meantime I’ll keep just eating me yoghurt and jelly. I can’t eat steak. Um, thin steak is
OK. I eat a lot of stir fry and such, so it’s not too bad. I can get stuck into that. But the old,
bloody, sit-down-to-a-huge-kilo-bloody-chunk-of-steak-on-your-plate is few and far
between these days.
–Excerpt from oral history of Wade Lang (see Chapter 4.2, page 75)
For all age groups there was variation in the percentage of people avoiding certain
foods according to usual reason for making a dental visit, Indigenous identity,
eligibility for public dental care, oral status, dental insurance, schooling, sex and
residential location. The population group with the highest prevalence of avoiding
some foods was Indigenous Australians (34.9%) while the percentage was lowest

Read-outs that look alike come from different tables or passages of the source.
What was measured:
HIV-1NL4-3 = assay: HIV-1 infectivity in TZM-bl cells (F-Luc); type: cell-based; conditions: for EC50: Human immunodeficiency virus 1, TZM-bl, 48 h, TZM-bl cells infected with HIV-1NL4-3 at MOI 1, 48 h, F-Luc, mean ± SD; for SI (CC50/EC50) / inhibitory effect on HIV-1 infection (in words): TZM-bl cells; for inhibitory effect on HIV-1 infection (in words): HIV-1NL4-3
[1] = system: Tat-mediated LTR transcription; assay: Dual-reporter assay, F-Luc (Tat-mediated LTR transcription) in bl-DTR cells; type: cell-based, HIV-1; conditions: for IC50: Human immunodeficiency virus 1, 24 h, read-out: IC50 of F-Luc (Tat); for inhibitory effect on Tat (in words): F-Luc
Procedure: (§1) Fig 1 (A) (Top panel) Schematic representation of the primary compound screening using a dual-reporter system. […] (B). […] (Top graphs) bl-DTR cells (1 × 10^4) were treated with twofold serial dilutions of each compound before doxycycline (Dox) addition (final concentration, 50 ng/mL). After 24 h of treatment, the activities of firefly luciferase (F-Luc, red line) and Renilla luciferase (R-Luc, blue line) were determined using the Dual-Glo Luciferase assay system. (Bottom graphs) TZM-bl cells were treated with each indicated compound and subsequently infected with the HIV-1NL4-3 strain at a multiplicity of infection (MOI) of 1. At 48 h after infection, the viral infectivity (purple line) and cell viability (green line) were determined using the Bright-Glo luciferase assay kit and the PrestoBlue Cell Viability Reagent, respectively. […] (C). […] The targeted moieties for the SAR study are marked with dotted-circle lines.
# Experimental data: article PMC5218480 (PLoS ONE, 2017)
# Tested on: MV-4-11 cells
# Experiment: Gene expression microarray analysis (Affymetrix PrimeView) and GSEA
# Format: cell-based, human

among people who usually make a dental visit for a check-up (10.3%).
There was a greater than two-fold difference in the percentage of people avoiding
some foods between those who usually made a dental visit for a problem (24.1%)
compared to those who usually visited for a check-up (10.3%). The relative difference
between the two groups was largest among people born within the 1950–69 generation
(25.8% versus 9.7%) and smallest among those in the pre-1930 generation
(23.7% versus 11.9%).
There was a two-fold relative difference in the percentage of people avoiding some
foods between Indigenous Australians (34.9%) and non-Indigenous Australians
(17.1%). The relative difference is largest within the 1950–69 generation (48.9% versus
17.2%).